Loretta Pehanich is a Catholic freelance writer and the author of 2022: A Book of Grace-Filled Days, Women in Conversation: Stand Up!, and Fleeting Moments: Praying When You Are Too Busy. A spiritual director since 2012, Loretta is trained in giving the Spiritual Exercises of St. Ignatius. Her involvement in ministry and parish life includes 20 years in small faith-sharing groups and Christian Life Community. Loretta gives retreats and presentations on prayer and women’s spirituality and is commissioned as an extraordinary minister of the Eucharist. She and her husband Steve have four children and 10 grandchildren.


  1. Beautiful reflection. Timely as I have been thanking Him for the pleasure of washing dishes in my home which came very close to burning down last month. Returning from being evacuated I have new found joy in each part of this home. Seeing God in everything- dishes that did not burn, cabinets that hold years of vases, glasses, and other worldly blessings. I imagine Jesus and Mary loved those little areas of their home also. After having to flee to Egypt, their return to a safe abode must have been even more exciting than my own relief in returning to the same. Mary must have found deep pleasure in seeing her boy busy with this simple housework.
    As always your reflections are an opening for going ever deeper in relationship with Him. Thanks!

  2. Loretta,
    Such a rich imaginative text. Thank you.
    I struggle with imagination especially the Bible. You may have provided me with a turning point!
    This morning I awoke having enjoyed a beautiful dinner prepared by my spouse last evening. The meal which she described over dinner emerged from her “emptying out the fridge” as she called it. Following the lovely meal I arose to begin the dishes and was told that she insisted on doing them as the dishwasher was running and the sink was filled with the pots and pans and other items used in the preparation of other thoughtful meals.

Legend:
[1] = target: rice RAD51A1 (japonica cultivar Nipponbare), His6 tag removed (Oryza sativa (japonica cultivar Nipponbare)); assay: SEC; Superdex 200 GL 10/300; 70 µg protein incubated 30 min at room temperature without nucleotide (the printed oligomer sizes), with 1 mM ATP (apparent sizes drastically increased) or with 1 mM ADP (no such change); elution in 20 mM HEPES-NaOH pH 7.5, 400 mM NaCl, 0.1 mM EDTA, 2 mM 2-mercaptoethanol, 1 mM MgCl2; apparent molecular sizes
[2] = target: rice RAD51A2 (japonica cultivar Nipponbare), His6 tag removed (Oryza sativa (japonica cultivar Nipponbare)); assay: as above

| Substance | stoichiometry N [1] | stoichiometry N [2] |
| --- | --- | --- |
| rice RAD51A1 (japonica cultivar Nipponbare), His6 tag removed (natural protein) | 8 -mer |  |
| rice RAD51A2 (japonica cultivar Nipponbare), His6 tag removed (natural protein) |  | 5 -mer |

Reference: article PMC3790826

This morning I awoke first as is often the case and went to the kitchen to prepare that first cup of coffee and alas – what was there waiting for me?
    Unlike some times past, I was pleased to “finish” the meal with a grateful heart for her efforts. Then to open the Ignatian Spiritual page to your imaginative reflection! Perhaps its time for me to bring some imagination to the Good Book. Thanks for the encouragement.

    • Oh Boy! You have a fabulous spouse, Rob.
      Doing dishes in all honesty is one of my least favorite chores. Imagining Jesus at my side sure helps. Thanks for taking the time to write.

  3. My imagination is very poor. This reflection seem to flow so easily from a mundane, ordinary job. Makes me feel I can give imaginative prayer another shot. Thank you Loretta.

    • Living in drought stricken Northern California we are grateful for our resent rainstorms as this will now end our
      wildfire seasoned and give relief to our farmers.Yes,Loretta water is a gift and never underestimate the
      power of prayer 🕊

  4. Yesterday I read Jeremiah 2:13 as part of my daily bible reading! God alone can bring the life and refreshment necessary for the thirsty soul.

    • Thank you for taking the time to encourage me. I hope this helps all of us to meditate on who does dishes at our houses? How can we make it a prayerful experience?